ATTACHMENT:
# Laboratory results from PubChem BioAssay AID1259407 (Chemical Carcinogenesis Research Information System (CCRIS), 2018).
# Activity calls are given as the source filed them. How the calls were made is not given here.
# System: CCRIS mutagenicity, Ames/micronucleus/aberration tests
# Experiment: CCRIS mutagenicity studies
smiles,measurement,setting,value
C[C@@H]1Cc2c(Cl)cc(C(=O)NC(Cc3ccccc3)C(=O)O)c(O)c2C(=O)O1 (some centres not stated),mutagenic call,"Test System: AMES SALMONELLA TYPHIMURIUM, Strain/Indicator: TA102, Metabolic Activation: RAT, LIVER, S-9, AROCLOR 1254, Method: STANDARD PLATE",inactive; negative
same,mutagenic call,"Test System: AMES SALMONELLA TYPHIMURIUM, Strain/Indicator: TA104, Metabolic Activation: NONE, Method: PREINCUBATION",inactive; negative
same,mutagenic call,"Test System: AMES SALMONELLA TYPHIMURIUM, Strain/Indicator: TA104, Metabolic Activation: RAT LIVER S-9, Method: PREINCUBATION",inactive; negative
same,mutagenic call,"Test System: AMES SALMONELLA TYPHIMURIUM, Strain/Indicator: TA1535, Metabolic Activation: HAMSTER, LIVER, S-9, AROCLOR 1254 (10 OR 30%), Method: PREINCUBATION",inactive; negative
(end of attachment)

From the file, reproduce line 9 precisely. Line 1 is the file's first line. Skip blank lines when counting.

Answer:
same,mutagenic call,"Test System: AMES SALMONELLA TYPHIMURIUM, Strain/Indicator: TA1535, Metabolic Activation: HAMSTER, LIVER, S-9, AROCLOR 1254 (10 OR 30%), Method: PREINCUBATION",inactive; negative